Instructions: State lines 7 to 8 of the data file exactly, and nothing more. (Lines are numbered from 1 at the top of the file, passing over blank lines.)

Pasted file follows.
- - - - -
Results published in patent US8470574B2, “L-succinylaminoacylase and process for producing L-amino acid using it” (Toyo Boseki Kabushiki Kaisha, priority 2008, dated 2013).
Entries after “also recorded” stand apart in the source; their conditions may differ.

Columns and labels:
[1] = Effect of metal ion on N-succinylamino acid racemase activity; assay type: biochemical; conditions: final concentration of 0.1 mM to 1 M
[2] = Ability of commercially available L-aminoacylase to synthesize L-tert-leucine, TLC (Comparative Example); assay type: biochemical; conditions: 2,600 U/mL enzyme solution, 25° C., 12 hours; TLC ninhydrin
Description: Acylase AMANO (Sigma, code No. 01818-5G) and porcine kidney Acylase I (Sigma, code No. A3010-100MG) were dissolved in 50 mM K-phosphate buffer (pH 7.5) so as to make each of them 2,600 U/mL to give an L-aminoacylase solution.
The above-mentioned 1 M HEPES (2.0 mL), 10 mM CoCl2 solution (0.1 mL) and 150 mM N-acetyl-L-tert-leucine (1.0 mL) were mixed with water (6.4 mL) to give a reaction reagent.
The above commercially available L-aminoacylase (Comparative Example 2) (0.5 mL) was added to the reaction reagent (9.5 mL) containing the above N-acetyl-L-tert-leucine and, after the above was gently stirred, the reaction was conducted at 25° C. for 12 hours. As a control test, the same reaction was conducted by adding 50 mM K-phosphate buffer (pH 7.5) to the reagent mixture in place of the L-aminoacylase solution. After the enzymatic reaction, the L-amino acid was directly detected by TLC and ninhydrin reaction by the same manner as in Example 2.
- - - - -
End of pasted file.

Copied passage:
The above-mentioned 1 M HEPES (2.0 mL), 10 mM CoCl2 solution (0.1 mL) and 150 mM N-acetyl-L-tert-leucine (1.0 mL) were mixed with water (6.4 mL) to give a reaction reagent.
The above commercially available L-aminoacylase (Comparative Example 2) (0.5 mL) was added to the reaction reagent (9.5 mL) containing the above N-acetyl-L-tert-leucine and, after the above was gently stirred, the reaction was conducted at 25° C. for 12 hours. As a control test, the same reaction was conducted by adding 50 mM K-phosphate buffer (pH 7.5) to the reagent mixture in place of the L-aminoacylase solution. After the enzymatic reaction, the L-amino acid was directly detected by TLC and ninhydrin reaction by the same manner as in Example 2.